The Season of Our Desuetude

There is a medley of reasons for our desuetude of Psalms. Not only are they my observations, they also are my experience.

Our use of psalms is flat. What I mean by flat is that we lack interest in the Psalms. We don’t give much energy to them. Likewise, if a musical note is flat, the sound is below the true or normal pitch. Our use of Psalms is well below the pitch God’s praise calls for.

Why is our use of Psalms flat? Here are four types of dissonance (lack of harmony or tension) between us and the Psalms.

1. Lyrical Dissonance

We are not used to the style of writing. As a culture we don’t have much familiarity with, let alone appreciation for, poetry. The Psalms are 3000 year old poetry. They are also Hebrew poetry, and translation is typically the toughest on poetry. A frequent setting for these poems is a dessert, sometimes the temple, other times the palace. We don’t find ourselves in similar places often. Shepherds and soldiers and priests and kings wrote these poems. None of us hold any of these occupations. The poetic devices, other than alliteration and maybe chiasm, are things we are not comfortable with.

And when we do give these words our precious time
most of these inspired lines don’t even end the same way (or rhyme!).

2. Musical Dissonance

Who knows what the original songs sounded like? In order for us to get the English into a sing-able format, it usually sounds odd to us, like a six year-old forcing everyday conversation into tune. Men in monasteries in the first few centuries used to memorize and chant the Psalms. More men during the Reformation and Renaissance wrote new melodies to compliment the Psalms in their respective languages. But it actually seems that most of church history has not used these inspired songs because it was hard.

It is a challenge for us today. There are some who will take the time to learn, to appreciate, maybe even to play the more difficult stuff. Many would prefer to have catchy, easy tunes. There is a reason that popular music is popular.

3. Theological Dissonance

We are not sure what to do with Israel. Our Presbyterian and Covenantalist brothers would say that Israel was the Old Testament Church and the Church is the New Testament Israel. But that by itself doesn’t solve all of the issues. What about Israel’s King and immediate theocracy? What about all of the national themes? What about all of the military battles? We are not Israel. Jesus is our King, but that works out differently in the United States in the 21st Century. Can we find anything for us in the Psalter? Will we be able (or give the effort) to think through the steps to make proper application?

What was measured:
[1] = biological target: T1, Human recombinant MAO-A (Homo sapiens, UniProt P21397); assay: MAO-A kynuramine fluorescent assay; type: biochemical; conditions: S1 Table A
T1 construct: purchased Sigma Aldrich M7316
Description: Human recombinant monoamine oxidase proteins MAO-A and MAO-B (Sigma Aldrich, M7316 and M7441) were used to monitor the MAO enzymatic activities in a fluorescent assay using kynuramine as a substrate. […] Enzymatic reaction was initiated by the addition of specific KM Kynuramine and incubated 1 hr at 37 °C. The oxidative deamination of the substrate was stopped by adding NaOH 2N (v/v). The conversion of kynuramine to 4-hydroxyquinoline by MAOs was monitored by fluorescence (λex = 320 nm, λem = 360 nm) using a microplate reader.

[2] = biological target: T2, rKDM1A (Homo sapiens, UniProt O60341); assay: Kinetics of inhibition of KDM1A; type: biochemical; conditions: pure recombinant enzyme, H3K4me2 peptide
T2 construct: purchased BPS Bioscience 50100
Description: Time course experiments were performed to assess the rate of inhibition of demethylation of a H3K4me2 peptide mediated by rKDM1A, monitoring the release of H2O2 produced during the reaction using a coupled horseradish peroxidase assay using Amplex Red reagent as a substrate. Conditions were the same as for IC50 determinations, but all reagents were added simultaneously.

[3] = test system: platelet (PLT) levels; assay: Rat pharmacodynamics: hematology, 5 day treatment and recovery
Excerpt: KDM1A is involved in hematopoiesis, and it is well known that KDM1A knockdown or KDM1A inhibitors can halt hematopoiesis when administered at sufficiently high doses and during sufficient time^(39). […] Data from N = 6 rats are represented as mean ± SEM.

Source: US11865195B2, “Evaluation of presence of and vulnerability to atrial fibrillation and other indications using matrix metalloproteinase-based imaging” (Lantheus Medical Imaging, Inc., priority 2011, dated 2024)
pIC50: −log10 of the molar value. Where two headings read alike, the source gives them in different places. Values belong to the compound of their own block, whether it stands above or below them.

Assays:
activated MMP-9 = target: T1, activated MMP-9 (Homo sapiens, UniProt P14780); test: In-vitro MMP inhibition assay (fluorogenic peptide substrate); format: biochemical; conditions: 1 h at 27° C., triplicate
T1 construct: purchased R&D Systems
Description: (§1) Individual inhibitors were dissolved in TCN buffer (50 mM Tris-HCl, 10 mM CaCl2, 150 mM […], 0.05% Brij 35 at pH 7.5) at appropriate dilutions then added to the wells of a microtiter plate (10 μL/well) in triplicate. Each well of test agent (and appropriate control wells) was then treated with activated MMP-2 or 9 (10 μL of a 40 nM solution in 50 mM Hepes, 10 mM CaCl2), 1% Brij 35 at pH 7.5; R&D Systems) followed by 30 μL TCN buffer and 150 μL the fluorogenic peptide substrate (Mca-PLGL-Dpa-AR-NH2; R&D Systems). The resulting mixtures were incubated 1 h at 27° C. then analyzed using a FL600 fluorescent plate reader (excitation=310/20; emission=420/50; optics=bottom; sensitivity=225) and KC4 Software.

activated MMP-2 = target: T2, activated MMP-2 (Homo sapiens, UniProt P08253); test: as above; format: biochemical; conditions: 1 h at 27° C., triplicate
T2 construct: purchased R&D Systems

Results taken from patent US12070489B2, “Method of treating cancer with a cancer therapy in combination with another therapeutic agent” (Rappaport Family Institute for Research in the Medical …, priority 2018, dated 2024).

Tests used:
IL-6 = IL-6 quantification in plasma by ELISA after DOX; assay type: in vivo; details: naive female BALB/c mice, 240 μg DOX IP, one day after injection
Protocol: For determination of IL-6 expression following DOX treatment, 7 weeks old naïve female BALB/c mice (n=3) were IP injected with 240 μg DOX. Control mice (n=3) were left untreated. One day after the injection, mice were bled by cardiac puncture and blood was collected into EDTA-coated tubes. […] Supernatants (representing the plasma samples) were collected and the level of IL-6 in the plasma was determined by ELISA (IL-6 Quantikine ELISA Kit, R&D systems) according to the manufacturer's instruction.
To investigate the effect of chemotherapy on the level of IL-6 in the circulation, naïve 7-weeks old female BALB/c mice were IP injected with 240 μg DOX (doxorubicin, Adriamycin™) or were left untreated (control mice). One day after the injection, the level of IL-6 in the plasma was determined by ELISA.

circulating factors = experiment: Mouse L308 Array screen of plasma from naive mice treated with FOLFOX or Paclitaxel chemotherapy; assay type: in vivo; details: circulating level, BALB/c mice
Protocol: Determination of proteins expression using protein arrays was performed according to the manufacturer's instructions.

That said, don’t forget 1 Corinthians 10:6 and Romans 15:4. The Psalms are undoubtedly included for our instruction and encouragement to endure, even if that takes effort to appreciate.

4. Postural Dissonance

Not only are we uncomfortable with the Jewish distinctives, we are also uncomfortable with the upfront lows (though we may not get cozy with their highs, either). We prefer our piety a little dishonest; keep the hard parts of your life to yourself.

There are discouraged, weary, if not depressed and borderline bitter cries in these songs. It isn’t that we don’t ever doubt, we just wouldn’t say it out loud in church company. We certainly wouldn’t write it down in a song, or think that others should sing it in worship. If we heard a man praying like certain psalmists we might confront him afterward. Maybe he needs to be corrected. But maybe he needs us to keep singing the next verses that follow the frustration, the verses renewing hope in the Lord.